• Harold E Stackhouse, Mercer County, New Jersey
  • William Johnson Taylor
  • Henry Wolcott Toll
  • Harold Doremus Tompkins, served in the signal corps of the New Jersey National Guard in France; served as a lieutenant with the American Expeditionary Forces
  • Carl W. Vietor, Served in the Motor Transport Corps
  • Harold Van Pelt Vreeland, Served in the Medical Corps, July 1, 1918 to April 1919
  • Horace Wills, Lieutenant

World War II

Barclay Gibbs Jones Jr. WWII
  • Stanley Bernard Bean, Fort Dix, Burlington, New Jersey, United States
  • Quentin Clayton
  • Drayton Cochran served from July 1941 to March 1946 in the Atlantic Theatre; commanding officer of USS PC-486 in the invasion of Amchitka, and commanding officer of USS Keith (DE-241) and USS Robert I. Paine (DE-578) in the Atlantic. He left the service as a lieutenant commander.
  • Earl Goodman, Navy 1943-1946
  • Barclay Gibbs Jones, drafted and served in Company E 379th Infantry 95th Division, POW
  • Elwood Oscar Jones, served aboard the USS Essex; served in the Navy
  • Clarence Paul Kinsley, battle medic
  • Wilbur Sherman served in Europe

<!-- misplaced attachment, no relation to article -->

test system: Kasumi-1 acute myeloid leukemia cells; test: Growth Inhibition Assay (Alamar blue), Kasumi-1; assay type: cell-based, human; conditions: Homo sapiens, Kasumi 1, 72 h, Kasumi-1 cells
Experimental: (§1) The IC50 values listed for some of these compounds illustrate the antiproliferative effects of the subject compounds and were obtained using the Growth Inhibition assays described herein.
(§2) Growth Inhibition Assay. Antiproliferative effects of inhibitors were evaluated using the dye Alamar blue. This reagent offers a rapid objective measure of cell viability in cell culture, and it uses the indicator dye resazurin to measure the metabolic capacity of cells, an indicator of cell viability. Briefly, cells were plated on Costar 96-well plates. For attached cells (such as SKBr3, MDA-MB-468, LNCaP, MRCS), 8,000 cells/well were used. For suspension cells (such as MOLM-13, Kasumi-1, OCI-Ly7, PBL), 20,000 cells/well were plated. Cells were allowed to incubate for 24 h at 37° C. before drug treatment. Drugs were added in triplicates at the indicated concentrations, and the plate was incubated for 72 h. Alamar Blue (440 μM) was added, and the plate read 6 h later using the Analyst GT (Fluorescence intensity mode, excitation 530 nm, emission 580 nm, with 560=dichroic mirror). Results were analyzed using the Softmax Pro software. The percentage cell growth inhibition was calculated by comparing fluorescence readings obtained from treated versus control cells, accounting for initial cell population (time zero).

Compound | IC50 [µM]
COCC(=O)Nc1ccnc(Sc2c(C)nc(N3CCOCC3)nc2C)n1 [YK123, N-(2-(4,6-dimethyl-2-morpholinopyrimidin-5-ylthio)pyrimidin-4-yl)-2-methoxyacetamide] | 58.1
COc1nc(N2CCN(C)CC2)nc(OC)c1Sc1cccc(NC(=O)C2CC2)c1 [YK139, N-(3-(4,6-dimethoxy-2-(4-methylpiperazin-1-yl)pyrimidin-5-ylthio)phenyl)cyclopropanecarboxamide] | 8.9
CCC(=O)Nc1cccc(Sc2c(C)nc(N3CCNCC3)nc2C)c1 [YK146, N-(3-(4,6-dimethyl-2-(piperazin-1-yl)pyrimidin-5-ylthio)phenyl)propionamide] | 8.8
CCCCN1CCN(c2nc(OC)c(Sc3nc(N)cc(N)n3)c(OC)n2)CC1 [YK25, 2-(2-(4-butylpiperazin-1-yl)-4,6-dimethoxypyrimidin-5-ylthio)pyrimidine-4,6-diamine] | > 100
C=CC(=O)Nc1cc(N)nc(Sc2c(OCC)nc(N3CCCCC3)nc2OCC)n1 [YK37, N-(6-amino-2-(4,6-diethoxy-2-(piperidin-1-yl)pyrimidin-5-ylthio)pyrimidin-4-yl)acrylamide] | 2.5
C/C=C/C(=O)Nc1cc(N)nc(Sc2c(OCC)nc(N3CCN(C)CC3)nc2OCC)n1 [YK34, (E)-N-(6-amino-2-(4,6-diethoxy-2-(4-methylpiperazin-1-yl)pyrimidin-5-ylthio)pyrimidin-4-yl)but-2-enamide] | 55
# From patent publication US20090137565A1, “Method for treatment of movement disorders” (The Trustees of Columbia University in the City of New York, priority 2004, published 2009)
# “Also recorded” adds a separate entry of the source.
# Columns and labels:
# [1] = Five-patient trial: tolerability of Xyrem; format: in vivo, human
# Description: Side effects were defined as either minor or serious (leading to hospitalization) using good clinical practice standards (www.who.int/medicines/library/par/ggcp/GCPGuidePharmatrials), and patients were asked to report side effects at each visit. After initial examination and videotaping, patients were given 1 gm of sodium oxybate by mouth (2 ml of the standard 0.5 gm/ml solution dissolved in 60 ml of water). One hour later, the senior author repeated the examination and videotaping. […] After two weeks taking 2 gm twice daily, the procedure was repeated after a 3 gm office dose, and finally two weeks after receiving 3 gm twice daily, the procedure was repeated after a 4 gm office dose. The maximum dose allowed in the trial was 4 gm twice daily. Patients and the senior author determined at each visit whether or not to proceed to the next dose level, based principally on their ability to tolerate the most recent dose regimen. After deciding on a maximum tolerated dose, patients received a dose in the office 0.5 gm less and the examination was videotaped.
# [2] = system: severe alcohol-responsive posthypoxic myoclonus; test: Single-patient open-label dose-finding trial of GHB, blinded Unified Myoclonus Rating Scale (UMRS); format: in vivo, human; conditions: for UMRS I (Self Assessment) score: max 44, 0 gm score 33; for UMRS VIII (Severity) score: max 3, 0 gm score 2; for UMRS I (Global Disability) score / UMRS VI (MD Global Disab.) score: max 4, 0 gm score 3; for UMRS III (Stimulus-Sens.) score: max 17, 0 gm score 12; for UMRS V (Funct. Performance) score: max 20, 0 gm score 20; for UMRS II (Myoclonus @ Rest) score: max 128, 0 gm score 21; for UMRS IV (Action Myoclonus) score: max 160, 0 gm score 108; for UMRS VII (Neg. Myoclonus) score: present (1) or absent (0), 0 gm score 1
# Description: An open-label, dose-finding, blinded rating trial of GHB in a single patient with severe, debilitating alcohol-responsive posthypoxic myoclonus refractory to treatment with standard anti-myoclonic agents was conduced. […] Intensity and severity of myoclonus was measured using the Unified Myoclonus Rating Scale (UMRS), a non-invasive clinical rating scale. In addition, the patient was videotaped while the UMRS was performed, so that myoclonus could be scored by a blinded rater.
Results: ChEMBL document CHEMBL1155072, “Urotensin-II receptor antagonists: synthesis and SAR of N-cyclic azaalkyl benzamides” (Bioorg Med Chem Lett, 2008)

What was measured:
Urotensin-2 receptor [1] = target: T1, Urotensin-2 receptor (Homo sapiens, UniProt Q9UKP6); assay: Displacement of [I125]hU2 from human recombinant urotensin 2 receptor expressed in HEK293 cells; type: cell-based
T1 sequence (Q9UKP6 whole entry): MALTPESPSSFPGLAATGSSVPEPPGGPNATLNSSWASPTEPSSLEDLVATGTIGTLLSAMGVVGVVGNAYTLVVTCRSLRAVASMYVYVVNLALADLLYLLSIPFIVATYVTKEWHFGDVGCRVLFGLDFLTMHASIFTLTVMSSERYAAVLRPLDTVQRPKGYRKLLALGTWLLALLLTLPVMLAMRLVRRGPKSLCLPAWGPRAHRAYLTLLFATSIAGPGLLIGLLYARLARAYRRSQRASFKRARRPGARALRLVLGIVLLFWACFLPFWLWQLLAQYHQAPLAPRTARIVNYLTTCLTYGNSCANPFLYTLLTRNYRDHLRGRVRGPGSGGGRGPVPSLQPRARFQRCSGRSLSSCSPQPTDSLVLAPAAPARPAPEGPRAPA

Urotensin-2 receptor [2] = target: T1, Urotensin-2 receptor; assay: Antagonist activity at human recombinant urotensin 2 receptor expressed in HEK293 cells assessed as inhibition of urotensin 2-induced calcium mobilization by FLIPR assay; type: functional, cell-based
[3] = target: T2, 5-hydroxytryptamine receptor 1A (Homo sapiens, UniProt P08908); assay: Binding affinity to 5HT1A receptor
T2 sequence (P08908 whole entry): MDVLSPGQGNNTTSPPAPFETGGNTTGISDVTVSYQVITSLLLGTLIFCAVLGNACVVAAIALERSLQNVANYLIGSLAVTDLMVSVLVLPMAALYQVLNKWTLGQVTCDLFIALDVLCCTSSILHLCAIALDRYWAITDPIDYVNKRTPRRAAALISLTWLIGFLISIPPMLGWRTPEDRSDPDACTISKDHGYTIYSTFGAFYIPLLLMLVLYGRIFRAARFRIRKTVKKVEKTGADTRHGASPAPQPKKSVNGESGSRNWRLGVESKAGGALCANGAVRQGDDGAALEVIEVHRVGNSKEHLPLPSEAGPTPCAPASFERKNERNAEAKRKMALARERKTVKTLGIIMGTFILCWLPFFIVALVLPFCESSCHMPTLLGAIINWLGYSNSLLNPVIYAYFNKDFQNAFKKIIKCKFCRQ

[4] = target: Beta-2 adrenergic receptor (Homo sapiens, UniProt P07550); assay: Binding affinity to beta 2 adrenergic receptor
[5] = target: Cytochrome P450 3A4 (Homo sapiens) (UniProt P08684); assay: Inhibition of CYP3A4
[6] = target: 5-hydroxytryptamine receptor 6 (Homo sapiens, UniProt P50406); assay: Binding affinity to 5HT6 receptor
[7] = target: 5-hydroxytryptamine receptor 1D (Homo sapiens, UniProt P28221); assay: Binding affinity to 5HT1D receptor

• Robert Stanton, served in the South Pacific; flight engineer flew with the Navy
  • William Dorus Stubenbord, served in the Navy’s Medical Corps, retiring as a captain
  • Gertrude Vreeland Tompkins, WASP, died in service

Korean War

  • Samuel Emlen Howell Jones

General Service

  • Myron Percival Brown, Corporal, United States Air Service
  • Barclay G. Jones IV

Gertrude H. Williams Prince

Sometimes you come across a picture that helps you find a person.  This week’s #52ancestors #52familyphotographs started out with just that discovery.  I have already written about Philip H. Prince and his wife Gertrude, but I really knew very little about her.  I came across this photograph and thought, hmm, I didn’t know she was a nurse.

Williams_GertrudeH_001

So I went looking and low and behold, there on the 1920 Census, Gertrude Williams is employed as a nurse and is living at St. Mary’s Hospital, on Frankford Avenue, Philadelphia. That lead me to wonder where she got her nursing certificate (Pennsylvania would have registered her at that time) but I was unable to determine whether she trained at the hospital or elsewhere.